More and more new-generation vehicles are using lithium batteries in an effort to cut down pollution levels, but could it be true that lithium batteries are as damaging to the environment as gasoline?
Yes, according to some experts on energy!
William Tahil, research director of Meridian International Research, an independent consultancy specializing in renewable energy, is not all that happy with lithium.
In his research paper titled The Trouble with Lithium (pdf link), William Tahil says that “lithium-ion batteries are rapidly becoming the technology of choice for the next generation of electric vehicles. To achieve the required cuts in oil consumption, a significant percentage of the world’s automobile fleet of 1 billion vehicles will be electrified in the next decade.”
And considering that depletion rates of lithium would exceed current rates of oil depletion, it will mean that we’re switching dependency from one diminishing resource to another.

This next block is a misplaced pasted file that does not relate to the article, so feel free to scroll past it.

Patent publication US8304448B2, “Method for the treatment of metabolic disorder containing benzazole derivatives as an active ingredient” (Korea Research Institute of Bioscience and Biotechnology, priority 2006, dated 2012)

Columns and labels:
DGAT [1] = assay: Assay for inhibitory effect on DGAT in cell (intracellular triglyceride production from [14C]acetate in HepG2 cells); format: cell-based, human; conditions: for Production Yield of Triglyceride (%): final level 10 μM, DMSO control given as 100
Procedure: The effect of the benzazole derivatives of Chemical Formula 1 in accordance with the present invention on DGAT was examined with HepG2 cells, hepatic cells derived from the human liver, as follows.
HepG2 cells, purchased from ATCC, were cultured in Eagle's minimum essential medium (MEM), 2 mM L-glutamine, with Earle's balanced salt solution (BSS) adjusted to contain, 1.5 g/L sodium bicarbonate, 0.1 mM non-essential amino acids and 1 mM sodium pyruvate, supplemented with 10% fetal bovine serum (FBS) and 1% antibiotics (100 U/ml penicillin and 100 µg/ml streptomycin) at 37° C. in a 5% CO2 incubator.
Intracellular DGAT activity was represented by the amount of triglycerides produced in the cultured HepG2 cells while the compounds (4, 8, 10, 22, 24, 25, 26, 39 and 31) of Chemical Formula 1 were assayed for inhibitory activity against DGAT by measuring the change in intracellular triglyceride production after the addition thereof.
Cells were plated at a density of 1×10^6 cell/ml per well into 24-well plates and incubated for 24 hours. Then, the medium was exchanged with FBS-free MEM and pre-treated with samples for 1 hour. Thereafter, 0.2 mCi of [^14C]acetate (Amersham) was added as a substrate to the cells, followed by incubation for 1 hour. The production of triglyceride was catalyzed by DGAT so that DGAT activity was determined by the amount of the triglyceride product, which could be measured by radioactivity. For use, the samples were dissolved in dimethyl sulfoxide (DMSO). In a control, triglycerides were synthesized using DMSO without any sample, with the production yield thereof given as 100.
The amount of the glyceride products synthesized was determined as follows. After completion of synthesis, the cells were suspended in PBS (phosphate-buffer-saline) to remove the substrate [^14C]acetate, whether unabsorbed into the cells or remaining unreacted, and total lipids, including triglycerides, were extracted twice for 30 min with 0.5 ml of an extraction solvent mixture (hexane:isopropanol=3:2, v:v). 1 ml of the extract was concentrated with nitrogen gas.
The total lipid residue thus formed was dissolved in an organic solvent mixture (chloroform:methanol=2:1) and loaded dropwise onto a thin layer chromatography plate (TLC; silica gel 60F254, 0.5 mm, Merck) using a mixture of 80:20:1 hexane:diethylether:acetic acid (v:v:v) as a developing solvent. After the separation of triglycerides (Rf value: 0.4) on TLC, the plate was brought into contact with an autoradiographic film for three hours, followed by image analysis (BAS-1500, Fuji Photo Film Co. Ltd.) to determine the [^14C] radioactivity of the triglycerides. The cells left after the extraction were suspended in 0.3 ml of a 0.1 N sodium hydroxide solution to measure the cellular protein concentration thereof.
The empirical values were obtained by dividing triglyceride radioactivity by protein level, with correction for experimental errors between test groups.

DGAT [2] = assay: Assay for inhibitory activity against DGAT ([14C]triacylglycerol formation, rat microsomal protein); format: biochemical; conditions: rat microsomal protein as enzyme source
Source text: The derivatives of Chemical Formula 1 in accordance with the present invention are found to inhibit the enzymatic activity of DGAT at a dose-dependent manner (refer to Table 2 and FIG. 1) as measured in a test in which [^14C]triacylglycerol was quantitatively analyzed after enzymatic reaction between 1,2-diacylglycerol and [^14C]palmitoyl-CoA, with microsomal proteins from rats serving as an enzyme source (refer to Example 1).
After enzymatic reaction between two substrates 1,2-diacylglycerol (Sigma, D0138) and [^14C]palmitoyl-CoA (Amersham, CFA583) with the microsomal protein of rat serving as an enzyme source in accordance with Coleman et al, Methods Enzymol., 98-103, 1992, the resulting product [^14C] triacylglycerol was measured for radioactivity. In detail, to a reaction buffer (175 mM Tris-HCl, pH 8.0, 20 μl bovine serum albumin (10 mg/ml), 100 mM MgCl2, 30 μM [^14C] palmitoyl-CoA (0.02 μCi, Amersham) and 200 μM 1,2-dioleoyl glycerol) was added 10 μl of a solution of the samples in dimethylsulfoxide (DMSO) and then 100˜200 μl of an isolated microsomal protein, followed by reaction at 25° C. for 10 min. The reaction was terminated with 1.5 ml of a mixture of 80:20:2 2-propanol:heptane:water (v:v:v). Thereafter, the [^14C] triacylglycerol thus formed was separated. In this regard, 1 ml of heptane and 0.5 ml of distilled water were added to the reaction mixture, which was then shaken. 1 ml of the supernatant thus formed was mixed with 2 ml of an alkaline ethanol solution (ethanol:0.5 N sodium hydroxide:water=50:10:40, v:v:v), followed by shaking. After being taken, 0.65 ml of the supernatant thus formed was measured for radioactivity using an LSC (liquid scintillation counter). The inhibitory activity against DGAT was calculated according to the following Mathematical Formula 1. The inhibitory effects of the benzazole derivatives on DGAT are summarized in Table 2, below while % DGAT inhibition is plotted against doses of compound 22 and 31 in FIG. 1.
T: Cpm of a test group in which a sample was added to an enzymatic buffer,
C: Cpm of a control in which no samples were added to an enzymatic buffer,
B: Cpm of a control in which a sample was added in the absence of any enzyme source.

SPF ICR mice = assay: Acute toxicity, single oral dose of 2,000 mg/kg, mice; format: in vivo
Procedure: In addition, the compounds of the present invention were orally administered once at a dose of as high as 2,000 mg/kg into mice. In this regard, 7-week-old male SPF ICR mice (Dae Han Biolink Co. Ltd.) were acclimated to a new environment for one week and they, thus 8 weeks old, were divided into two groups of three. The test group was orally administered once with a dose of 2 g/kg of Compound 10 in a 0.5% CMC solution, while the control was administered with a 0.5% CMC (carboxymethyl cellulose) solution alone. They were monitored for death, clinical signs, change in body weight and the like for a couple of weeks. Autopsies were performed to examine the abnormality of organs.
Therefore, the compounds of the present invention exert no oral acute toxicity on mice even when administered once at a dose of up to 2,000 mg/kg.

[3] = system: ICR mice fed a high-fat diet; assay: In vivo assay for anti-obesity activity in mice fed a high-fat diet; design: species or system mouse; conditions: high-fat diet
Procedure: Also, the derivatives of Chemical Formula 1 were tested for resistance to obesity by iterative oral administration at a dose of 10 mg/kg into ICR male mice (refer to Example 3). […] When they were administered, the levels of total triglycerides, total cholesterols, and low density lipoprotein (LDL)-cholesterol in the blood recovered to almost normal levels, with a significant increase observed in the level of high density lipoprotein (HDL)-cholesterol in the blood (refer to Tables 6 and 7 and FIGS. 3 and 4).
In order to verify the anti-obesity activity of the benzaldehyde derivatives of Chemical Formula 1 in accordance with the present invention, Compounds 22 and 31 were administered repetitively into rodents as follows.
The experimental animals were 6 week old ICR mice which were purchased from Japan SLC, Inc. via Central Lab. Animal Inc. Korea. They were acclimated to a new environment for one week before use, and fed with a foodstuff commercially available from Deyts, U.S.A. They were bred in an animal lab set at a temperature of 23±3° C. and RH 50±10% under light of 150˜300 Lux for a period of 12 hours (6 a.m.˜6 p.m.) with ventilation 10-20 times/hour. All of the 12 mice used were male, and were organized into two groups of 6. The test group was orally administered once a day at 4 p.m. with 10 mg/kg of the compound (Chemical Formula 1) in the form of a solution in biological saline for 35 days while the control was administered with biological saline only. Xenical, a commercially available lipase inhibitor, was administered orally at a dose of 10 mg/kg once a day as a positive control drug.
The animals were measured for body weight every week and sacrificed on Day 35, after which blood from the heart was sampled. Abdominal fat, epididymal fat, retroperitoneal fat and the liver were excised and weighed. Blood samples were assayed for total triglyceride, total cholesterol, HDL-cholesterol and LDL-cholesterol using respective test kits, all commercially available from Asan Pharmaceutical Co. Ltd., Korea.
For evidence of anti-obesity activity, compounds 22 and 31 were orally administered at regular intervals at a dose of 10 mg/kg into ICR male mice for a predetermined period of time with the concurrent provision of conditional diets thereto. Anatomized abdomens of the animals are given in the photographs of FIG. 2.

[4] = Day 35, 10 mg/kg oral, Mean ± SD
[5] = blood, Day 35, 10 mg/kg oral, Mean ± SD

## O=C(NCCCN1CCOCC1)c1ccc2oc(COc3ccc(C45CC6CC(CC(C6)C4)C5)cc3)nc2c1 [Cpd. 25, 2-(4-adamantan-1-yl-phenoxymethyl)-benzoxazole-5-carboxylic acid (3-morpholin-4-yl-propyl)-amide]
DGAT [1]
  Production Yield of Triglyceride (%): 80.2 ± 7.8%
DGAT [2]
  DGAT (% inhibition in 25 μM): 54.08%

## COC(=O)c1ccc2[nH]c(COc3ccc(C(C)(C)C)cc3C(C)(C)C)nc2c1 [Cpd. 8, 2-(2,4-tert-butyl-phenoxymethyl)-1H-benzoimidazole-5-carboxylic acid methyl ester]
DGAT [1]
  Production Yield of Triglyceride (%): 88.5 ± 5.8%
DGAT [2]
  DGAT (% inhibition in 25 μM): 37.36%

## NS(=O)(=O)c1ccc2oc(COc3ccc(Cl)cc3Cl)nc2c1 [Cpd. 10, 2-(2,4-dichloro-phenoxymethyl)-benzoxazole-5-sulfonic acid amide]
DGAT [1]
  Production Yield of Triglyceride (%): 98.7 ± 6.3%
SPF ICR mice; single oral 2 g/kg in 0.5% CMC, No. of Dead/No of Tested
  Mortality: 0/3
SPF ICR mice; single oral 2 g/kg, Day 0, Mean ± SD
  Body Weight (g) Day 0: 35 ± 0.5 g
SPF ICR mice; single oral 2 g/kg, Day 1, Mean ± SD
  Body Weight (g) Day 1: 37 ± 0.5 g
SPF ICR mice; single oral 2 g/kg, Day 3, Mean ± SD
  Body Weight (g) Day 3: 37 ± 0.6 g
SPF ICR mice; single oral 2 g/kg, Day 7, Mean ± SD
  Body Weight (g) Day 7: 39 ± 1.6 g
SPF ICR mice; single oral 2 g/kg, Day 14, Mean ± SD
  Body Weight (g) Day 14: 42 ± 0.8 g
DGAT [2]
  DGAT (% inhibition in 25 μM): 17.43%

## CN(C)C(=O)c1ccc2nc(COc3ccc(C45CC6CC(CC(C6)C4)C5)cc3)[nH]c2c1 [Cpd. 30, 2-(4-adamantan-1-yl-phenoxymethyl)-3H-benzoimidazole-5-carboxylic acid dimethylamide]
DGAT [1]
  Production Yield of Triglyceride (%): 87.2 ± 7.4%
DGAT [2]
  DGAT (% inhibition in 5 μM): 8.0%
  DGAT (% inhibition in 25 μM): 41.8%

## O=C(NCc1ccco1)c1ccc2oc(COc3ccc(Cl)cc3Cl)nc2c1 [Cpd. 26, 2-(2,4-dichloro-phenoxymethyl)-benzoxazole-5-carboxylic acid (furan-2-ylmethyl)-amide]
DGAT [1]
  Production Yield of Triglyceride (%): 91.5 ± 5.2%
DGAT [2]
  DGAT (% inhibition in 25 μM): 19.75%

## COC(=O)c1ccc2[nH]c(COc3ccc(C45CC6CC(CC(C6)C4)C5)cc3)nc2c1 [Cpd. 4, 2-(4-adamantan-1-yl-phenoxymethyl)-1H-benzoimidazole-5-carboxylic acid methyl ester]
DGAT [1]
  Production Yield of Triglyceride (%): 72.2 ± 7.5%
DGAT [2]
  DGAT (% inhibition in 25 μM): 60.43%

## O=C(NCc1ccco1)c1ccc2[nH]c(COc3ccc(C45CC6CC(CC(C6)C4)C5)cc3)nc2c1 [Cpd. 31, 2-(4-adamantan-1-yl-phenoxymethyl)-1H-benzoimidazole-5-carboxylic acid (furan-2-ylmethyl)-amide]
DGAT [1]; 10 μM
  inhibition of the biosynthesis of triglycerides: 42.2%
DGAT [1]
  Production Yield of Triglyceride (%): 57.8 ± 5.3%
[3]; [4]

Lithium is generally mined from rock, but it is also found in deposits in brine ponds. Also, lithium comes mostly from one region– the Andes mountains of Chile, Argentina and Bolivia, but there are some deposits in China, too. But such a lithium supply concentration may also lead to new geopolitical tensions, instead of reducing them.
So is there a reason to chase the “lithium revolution” if the chances to work out are somehow limited? Definitely, but it’s all about balancing what we have.
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